A new study confirms previous research showing that vaping increases quit attempts by smokers, and leads to smoking cessation more often. The results provide more evidence that smokers who use e-cigarettes are more likely to quit smoking.
The study, by a team from Washington University School of Medicine in St. Louis, was published in the journal Nicotine and Tobacco Research. The researchers examined data on smokers aged 25-44 from two large U.S. government surveys — the National Health Interview Survey (NHIS), conducted by the Centers for Disease Control and Prevention (CDC), and the Tobacco Use Supplement to the Current Population Survey (TUS-CPS), which uses U.S. Census Bureau data, and is sponsored by the National Cancer Institute and FDA Center for Tobacco Products.
The researchers looked at past-12 month quit attempts between 2006 and 2016, and attempted to find whether vaping was associated with population level changes in past-12-month quit attempts and successful smoking cessation.
The research shows that both past-12-month quit attempts and successful smoking cessation increased significantly in the years since vaping has become a common practice. It also showed that cigarette smokers who reported also using e-cigarettes at the time of the survey had made significantly more quit attempts in the last year.
The study is important because it adds to the body of evidence that smokers who try vaping are more likely to quit smoking than other smokers. Vaping360 covered several studies last year with similar findings, including research from the University of California-San Diego that also used TUS-CPS data, and a study from scientists at Columbia and Rutgers universities that used data from NHIS. Another study from Boston University researchers found that daily vapers were more likely to quit smoking than non-vapers.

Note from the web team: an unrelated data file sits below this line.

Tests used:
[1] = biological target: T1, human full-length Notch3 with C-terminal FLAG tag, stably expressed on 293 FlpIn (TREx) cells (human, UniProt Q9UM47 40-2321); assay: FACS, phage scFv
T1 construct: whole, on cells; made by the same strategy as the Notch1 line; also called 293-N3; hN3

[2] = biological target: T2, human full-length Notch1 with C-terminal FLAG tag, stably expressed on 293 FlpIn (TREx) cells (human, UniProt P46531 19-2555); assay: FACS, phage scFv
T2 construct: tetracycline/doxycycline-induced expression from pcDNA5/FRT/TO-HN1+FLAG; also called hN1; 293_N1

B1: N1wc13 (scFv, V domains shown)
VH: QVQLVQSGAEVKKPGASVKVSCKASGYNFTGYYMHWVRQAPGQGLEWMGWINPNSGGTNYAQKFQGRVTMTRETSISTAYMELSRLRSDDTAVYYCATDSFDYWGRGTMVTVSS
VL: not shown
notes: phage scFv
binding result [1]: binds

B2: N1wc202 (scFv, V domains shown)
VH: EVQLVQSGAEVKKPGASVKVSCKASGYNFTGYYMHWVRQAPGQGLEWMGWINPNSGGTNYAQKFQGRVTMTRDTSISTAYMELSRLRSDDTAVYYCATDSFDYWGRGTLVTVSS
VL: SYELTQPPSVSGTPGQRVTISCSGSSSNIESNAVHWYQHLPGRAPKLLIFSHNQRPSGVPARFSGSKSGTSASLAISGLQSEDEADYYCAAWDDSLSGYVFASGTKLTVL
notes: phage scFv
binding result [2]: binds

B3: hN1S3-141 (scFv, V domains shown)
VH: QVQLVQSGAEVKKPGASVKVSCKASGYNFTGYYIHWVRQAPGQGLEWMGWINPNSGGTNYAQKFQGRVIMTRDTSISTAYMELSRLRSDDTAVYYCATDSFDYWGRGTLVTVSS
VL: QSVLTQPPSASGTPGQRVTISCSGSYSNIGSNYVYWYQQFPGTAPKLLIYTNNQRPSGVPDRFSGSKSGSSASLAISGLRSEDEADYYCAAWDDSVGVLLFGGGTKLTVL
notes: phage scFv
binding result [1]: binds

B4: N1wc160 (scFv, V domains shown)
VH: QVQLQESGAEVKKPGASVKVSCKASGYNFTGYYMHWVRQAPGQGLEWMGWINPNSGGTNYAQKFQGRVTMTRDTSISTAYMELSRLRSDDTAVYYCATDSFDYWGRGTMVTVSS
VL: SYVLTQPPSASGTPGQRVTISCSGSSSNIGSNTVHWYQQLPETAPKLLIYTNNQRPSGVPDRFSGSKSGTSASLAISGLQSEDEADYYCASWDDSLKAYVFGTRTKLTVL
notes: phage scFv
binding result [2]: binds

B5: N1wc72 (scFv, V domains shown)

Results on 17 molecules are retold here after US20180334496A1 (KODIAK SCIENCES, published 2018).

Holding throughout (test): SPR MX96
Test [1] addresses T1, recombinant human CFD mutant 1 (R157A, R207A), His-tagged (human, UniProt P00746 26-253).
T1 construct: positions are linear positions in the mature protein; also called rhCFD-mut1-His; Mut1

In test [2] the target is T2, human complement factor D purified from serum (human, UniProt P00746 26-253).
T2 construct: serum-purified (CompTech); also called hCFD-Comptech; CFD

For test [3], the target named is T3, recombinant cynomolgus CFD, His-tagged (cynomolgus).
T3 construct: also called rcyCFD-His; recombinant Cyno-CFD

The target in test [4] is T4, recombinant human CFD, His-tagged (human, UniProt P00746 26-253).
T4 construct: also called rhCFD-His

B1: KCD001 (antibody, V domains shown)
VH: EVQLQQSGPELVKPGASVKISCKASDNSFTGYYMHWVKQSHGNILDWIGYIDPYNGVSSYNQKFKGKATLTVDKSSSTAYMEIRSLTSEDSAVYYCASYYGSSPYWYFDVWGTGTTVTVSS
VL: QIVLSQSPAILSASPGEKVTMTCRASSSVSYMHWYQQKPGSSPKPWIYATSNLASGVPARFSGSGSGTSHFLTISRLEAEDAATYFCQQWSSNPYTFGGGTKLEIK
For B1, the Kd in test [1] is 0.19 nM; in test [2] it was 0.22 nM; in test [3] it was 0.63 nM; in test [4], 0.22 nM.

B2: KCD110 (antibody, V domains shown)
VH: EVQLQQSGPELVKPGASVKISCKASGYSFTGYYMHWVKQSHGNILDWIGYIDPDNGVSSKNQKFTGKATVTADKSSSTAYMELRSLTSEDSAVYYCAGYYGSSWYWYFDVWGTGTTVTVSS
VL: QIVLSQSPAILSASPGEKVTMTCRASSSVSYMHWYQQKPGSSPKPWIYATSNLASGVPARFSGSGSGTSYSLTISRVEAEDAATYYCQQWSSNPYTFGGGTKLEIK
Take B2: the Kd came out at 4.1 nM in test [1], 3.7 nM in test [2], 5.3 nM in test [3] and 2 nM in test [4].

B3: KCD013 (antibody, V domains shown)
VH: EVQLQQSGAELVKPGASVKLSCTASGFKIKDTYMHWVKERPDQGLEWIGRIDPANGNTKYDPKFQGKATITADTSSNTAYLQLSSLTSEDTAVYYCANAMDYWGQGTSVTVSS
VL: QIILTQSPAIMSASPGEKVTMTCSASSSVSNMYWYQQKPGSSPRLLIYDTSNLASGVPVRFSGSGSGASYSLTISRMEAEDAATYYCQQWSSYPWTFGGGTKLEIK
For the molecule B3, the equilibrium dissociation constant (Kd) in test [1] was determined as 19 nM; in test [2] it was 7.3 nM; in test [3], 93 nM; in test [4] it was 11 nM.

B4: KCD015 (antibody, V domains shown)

These papers all refute the claim by anti-smoking (and -vaping) activists like University of California-San Francisco professor Stanton Glantz that vaping actually reduces cessation. Glantz authored a highly publicized “meta-analysis” in 2016, purporting to show that vaping is “associated with significantly less quitting among smokers.” That study was instantly debunked, but Glantz’s claim received a lot more press than the researchers who demolished it.
Few are repeating Glantz’s conclusion anymore, but his study created lingering doubt for some observers. The new study’s authors certainly had Glantz in mind when conducting their research. And they took aim at his conclusions in their own summary.
“These trends are inconsistent with the hypothesis that e-cigarette use is delaying quit attempts and leading to decreased smoking cessation,” the authors conclude, directly addressing Glantz’s claim. “In contrast, current e-cigarette use was associated with significantly higher past-12-month quit attempts and past-12-month cessation. These findings suggest that e-cigarette use contributes to a reduction in combustible cigarette use among established smokers.”